Both the student and the employee who tested positive for the coronavirus in late September have fully recovered and exited isolation, according to director of health services Dr. Jeffrey Goldstein.
The positive test results brought the fall semester case count to eight. During the first week of having students on campus in August, five students and one employee tested positive for the virus.
According to Goldstein, the two recent cases were unrelated. The employee tested positive on September 19 and the student tested positive on September 23 as can be seen on the Lafayette COVID-19 Dashboard.
There were five students and two employees in self-quarantine for the past week, but none of them tested positive while in self-quarantine. There is still one student in self-quarantine because of the close contact they had with someone who tested positive.
So far there is no evidence of on-campus spread resulting from the two individuals who tested positive, as Lafayette continues to keep case numbers low this fall.
Annette Diorio, vice president for campus life, emphasized how happy she was with how these cases were handled and that no transmission occurred. She attributed this to the contact tracing infrastructure that the college has in place.
“[There are] about 60 trained contact tracers on campus who have been through state-approved training to do contact tracing,” Diorio said. “So when we find that we have a positive result, either in surveillance testing or in our check-in testing, the contact tracers get in touch with the person who has had the positive result, they do a whole interview with them to try to figure out who they may have been in contact with, and then they start contacting those folks and telling them what they need to do.”
So far this contact tracing has prevented an outbreak on campus. However, there is still some concern about how rising COVID-19 numbers in nearby communities could affect the college in the coming weeks.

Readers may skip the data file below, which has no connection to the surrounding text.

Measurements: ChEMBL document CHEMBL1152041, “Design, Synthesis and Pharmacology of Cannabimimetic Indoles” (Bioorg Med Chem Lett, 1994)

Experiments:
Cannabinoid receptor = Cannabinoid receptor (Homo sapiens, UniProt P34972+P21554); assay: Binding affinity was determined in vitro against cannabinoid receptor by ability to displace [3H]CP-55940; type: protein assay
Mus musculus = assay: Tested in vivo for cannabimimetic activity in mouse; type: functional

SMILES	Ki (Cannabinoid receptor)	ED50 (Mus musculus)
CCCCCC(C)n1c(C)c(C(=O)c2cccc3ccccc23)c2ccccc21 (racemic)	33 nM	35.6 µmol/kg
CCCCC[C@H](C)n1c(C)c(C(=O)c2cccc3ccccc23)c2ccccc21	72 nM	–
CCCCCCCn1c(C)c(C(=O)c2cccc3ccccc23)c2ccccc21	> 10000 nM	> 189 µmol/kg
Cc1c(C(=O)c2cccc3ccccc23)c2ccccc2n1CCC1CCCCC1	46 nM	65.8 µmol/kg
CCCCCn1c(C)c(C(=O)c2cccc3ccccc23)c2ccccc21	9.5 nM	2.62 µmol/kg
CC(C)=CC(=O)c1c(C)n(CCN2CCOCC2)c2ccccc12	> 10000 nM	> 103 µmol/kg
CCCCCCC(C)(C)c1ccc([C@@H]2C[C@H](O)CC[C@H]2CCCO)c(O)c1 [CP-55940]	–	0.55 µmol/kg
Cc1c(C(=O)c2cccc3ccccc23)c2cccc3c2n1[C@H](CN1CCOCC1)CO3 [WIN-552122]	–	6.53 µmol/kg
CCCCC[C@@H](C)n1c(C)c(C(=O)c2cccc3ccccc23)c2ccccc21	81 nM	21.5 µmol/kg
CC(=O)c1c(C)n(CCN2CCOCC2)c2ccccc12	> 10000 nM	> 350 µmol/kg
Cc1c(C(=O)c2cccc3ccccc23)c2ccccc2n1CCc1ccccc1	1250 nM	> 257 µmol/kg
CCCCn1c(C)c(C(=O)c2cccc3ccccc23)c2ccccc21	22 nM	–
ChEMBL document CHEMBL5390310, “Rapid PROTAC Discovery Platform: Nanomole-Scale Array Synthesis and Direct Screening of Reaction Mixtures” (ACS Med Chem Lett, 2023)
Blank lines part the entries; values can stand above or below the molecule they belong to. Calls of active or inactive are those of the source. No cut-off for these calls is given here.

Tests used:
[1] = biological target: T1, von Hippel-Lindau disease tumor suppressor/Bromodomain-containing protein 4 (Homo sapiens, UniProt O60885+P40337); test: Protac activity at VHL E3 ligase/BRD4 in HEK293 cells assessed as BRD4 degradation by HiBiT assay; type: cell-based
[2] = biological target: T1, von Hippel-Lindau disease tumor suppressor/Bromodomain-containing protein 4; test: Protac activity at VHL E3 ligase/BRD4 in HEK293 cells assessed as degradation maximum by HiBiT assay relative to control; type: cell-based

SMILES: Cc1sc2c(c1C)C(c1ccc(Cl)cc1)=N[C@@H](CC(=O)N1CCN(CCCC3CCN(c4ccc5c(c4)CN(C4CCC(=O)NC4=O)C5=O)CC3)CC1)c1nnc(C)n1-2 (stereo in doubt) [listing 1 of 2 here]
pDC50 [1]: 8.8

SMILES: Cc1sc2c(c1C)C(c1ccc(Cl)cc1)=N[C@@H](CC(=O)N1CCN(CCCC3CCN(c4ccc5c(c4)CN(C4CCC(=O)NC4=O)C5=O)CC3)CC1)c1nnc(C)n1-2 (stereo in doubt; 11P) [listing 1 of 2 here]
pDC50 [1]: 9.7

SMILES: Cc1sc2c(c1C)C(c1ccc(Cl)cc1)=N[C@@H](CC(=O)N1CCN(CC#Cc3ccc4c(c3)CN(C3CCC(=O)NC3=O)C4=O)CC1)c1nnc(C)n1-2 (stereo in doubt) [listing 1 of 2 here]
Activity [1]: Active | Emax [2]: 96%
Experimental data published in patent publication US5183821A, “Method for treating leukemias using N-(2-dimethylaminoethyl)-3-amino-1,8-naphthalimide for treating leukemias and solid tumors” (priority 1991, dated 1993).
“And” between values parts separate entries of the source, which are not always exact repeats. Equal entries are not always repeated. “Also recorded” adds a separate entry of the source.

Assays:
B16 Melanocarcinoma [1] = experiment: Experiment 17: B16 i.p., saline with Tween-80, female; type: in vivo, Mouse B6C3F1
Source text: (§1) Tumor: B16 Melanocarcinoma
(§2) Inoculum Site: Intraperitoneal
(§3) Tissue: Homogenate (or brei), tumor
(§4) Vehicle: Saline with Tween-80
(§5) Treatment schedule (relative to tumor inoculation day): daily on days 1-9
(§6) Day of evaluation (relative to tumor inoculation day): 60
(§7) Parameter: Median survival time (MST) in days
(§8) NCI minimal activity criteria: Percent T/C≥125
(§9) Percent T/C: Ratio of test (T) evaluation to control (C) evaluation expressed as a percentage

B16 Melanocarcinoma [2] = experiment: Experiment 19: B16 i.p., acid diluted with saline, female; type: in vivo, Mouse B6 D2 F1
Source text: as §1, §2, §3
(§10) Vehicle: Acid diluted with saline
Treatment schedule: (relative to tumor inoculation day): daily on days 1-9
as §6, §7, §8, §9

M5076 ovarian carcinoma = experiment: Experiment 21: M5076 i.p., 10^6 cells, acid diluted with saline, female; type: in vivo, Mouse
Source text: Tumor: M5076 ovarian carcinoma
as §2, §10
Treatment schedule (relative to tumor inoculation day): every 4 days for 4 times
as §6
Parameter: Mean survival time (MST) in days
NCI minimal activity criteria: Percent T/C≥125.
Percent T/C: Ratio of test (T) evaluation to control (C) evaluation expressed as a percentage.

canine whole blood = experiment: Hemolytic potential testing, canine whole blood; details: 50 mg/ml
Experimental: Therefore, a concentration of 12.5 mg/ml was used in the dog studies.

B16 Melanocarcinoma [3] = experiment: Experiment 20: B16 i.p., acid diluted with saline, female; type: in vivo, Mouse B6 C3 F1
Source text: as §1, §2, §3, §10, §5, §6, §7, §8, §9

According to the New York Times, over the past two weeks, Pennsylvania has seen a 46 percent increase in COVID-19 cases. Northampton County’s daily new case numbers remain low at 8.5 per 100,000, but they are on an upward trajectory.
“People are relaxing their social distancing a little bit. People are beginning to go to restaurants and malls again, and that natural resocialization of society will result in a greater number of cases,” Goldstein said. “We do know that COVID spreads more widely indoors than it does outdoors, and as the weather gets colder people congregate indoors rather than outdoors. That will also lead to a greater number of cases.”
Both of these factors are part of the college’s considerations as it looks towards the possibility of bringing more students to campus for the spring semester. In an email sent last week, President Alison Byerly said this decision would come on October 20.
She elaborated that the college is “currently exploring three spring scenarios: one that mirrors the current semester, one that includes an expanded student population on campus, and one that allows all students who wish to be on campus to return.”
Diorio emphasized that “there is a lot more that is unexplained about this disease, but as [the administration] thinks about the future we of course know that students want to be on campus and we want our students on campus.”
However, Goldstein noted that a return to campus will require a substantial student commitment.
“I would send out a big ‘thank you’ to our community, and more specifically, the students. Because unless there’s a broad buy-in by the students for using mitigating behaviors that will lead to these positive outcomes, you could do all the testing in the world and the outcome will be negative,” Goldstein said.
He added that, “it’s time for everyone to lock arms. The only way that we’ll have a positive outcome is if people behave in those ways that the college has discussed.”